Events >> Earth Talks: Life as Beast with Charles Foster

Earth Talks: Life as Beast with Charles Foster

Being A Beast
Monday, 18 June, 2018 - 20:00

Charles Foster wanted to know if it was possible to know anything about the sensory worlds of non-human animals. He lived in a hole in the Black Mountains, rooted through London dustbins, was hunted by bloodhounds across the Quantocks, tried to catch fish with his teeth on Exmoor, and manically followed the migration routes of swifts from Oxford to central Africa. He tells the story and reflects on the lessons learned.’

Writer, academic, barrister and free thinker Charles Foster recounts his varying fortunes as he follows in the ancient shamanistic tradition of exploring the boundary between man and animal.He is a true polymath who seems to run a number of careers simultaneously by practising as, he was involved in high-profile cases like that of Tony Nicklinson and Debbie Purdy, who sought support for assisted suicide and he continues to teach medical law and ethics at Oxford University.  He still carries out veterinary work and is particularly interested in veterinary acupuncture and in general wildlife and large animal medicine.  As if that were not enough, he has been involved in a number of expeditions to deserts or has he puts it he has "bled in many beautiful and desolate landscapes.

Charles brings all this accumulated wisdom, as well as that of being a parent of six children for what promises to be a highly entertaining evening.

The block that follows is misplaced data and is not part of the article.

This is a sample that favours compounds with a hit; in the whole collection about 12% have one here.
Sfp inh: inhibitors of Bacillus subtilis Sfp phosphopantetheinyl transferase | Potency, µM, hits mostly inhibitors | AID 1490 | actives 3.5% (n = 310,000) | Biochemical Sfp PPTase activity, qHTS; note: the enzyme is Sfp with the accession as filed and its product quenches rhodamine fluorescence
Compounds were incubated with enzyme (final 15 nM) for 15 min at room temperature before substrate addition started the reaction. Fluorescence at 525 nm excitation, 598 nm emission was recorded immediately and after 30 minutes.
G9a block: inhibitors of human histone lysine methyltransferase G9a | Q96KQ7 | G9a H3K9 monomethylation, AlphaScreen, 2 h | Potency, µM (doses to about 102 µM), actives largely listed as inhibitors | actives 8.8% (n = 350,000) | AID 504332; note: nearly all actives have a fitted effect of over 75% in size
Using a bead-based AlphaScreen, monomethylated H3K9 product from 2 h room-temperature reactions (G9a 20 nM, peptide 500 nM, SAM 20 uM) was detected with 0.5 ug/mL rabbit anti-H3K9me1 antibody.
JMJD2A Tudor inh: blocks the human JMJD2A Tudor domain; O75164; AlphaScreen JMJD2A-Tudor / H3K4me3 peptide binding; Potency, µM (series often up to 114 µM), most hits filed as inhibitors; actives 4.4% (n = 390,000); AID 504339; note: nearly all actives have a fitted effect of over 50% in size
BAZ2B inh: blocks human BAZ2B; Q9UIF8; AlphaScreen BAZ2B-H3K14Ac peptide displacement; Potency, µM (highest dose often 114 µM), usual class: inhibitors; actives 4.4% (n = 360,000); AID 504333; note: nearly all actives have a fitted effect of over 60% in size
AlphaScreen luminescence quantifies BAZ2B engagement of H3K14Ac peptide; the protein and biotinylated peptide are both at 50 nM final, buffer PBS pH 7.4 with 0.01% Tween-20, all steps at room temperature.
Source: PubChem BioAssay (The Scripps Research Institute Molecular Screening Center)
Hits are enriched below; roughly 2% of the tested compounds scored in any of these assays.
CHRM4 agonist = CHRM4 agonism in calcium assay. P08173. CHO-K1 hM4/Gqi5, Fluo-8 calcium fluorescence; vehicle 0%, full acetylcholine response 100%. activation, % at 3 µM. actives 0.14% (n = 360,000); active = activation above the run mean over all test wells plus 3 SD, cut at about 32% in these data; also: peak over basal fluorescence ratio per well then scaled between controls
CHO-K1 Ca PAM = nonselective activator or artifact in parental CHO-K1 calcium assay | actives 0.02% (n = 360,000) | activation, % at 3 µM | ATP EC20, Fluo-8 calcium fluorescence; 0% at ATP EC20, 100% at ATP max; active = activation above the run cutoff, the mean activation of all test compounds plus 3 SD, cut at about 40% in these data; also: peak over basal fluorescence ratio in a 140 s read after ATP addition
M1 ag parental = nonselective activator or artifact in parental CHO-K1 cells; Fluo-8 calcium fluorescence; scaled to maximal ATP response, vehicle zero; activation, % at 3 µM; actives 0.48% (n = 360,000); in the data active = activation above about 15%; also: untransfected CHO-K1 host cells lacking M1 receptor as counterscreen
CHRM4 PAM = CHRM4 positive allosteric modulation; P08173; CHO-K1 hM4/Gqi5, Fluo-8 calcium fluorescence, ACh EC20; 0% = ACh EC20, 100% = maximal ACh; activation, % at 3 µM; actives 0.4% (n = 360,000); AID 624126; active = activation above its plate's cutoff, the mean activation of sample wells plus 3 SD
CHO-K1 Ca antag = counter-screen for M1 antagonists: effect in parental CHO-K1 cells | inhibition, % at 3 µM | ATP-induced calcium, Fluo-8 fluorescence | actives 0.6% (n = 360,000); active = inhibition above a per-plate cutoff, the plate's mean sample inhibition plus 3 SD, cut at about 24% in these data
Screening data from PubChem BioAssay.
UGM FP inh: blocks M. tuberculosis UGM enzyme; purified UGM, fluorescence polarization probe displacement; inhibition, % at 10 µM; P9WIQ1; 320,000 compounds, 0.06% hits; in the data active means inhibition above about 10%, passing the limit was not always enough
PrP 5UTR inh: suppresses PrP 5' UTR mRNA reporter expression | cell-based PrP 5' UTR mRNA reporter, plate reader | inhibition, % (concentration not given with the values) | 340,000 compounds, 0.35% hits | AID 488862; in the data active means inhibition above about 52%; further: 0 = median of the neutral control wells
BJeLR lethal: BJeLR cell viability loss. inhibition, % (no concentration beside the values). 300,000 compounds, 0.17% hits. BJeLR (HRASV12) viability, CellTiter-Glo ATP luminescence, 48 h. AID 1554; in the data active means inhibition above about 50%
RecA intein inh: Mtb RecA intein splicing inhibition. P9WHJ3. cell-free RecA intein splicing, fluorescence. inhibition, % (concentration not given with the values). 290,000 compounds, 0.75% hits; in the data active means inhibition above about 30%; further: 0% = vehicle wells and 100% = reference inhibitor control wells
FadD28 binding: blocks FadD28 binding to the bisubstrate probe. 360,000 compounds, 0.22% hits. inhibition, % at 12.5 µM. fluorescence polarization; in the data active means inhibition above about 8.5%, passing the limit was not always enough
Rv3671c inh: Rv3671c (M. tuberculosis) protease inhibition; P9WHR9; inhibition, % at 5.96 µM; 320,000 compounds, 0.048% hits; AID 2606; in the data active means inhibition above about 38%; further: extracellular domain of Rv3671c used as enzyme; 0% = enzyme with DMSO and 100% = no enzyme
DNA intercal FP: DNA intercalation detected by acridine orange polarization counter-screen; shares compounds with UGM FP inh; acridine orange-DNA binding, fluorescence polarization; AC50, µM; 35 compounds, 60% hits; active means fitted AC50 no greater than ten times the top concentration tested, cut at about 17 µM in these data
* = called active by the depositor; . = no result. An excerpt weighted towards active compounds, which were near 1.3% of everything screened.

Two free tickets to this event are reserved for people on a low income.  To apply email claire.watson@schumachercollege.org.uk 

Charles FostserCharles Foster

Charles Fosters writing include books on travel, evolutionary biology, natural history, anthropology, theology, archaeology, philosophy and law. Ultimately they are all attempts to answer the questions ‘Who or what are we?’, and ‘what on earth are we doing here?

His latest non-academic book is ‘Being a Beast’, which is published in the UK by Profile Books and in the US by Metropolitan Books. It is a New York Times Bestseller, was long-listed for the Baillie Gifford Prize and the Wainwright Prize, won the Deux Million d’Amis literary prize (France) and is the subject of a forthcoming feature film made by Sovereign Films. Foster won an IgNobel Prize for Biology for the work in the book.

His writing has appeared in many publications including the Guardian, the Spectator, National Geographic, BBC Wildlife magazine, Time Out, the Daily Telegraph, the Independent, the Oldie and the Literary Review. A full list of publications is on this website.

His current academic interests relate mainly to the relevance of identity and personhood in decision-making, and to whether the notion of dignity can do any real work at the philosophical coal-face.

He read veterinary medicine and law at Cambridge, and is a qualified veterinary surgeon. He holds a PhD in law/bioethics from the University of Cambridge.

He teaches Medical Law and Ethics at the University of Oxford, and is a Visiting Professor and a member of the Oxford University Law Faculty. His Faculty page is here. He is a Senior Research Associate at the Oxford Uehiro Centre for Practical Ethics, and a Research Associate at the Ethox Centre and the HeLEX Centre, all at the University of Oxford. He retains an active interest in veterinary medicine – particularly veterinary acupuncture and general wildlife and large animal medicine.

Join Us:

Venue: Space, Studio One, Dartington
Date: Monday 18 June, 2018
Time: 8:00 pm
Entrance: £5.00/£4.00 Concession

 

 

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